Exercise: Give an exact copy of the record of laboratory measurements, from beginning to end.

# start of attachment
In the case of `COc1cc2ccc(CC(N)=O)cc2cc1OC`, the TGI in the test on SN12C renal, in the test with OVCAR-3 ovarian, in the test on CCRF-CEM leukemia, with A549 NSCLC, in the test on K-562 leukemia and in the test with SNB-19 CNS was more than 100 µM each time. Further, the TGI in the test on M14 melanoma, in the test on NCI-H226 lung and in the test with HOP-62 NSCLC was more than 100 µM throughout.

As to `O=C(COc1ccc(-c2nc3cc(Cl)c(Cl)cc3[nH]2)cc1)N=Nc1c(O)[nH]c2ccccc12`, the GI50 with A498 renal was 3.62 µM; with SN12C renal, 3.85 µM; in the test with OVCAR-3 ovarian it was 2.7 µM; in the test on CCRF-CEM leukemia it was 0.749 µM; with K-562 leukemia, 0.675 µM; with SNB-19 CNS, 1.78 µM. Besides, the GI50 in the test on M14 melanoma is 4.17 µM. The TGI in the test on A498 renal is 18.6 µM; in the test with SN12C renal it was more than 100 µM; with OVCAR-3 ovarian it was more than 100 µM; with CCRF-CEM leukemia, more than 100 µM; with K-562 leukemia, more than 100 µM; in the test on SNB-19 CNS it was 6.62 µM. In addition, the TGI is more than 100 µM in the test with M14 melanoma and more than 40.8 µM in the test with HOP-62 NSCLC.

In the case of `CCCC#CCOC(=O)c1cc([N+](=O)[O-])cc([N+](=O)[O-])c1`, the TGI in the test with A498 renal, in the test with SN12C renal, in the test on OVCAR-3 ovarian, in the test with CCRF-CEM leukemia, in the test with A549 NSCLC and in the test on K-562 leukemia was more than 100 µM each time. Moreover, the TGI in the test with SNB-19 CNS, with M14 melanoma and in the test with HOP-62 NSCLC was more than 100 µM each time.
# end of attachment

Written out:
In the case of `COc1cc2ccc(CC(N)=O)cc2cc1OC`, the TGI in the test on SN12C renal, in the test with OVCAR-3 ovarian, in the test on CCRF-CEM leukemia, with A549 NSCLC, in the test on K-562 leukemia and in the test with SNB-19 CNS was more than 100 µM each time. Further, the TGI in the test on M14 melanoma, in the test on NCI-H226 lung and in the test with HOP-62 NSCLC was more than 100 µM throughout.

As to `O=C(COc1ccc(-c2nc3cc(Cl)c(Cl)cc3[nH]2)cc1)N=Nc1c(O)[nH]c2ccccc12`, the GI50 with A498 renal was 3.62 µM; with SN12C renal, 3.85 µM; in the test with OVCAR-3 ovarian it was 2.7 µM; in the test on CCRF-CEM leukemia it was 0.749 µM; with K-562 leukemia, 0.675 µM; with SNB-19 CNS, 1.78 µM. Besides, the GI50 in the test on M14 melanoma is 4.17 µM. The TGI in the test on A498 renal is 18.6 µM; in the test with SN12C renal it was more than 100 µM; with OVCAR-3 ovarian it was more than 100 µM; with CCRF-CEM leukemia, more than 100 µM; with K-562 leukemia, more than 100 µM; in the test on SNB-19 CNS it was 6.62 µM. In addition, the TGI is more than 100 µM in the test with M14 melanoma and more than 40.8 µM in the test with HOP-62 NSCLC.

In the case of `CCCC#CCOC(=O)c1cc([N+](=O)[O-])cc([N+](=O)[O-])c1`, the TGI in the test with A498 renal, in the test with SN12C renal, in the test on OVCAR-3 ovarian, in the test with CCRF-CEM leukemia, in the test with A549 NSCLC and in the test on K-562 leukemia was more than 100 µM each time. Moreover, the TGI in the test with SNB-19 CNS, with M14 melanoma and in the test with HOP-62 NSCLC was more than 100 µM each time.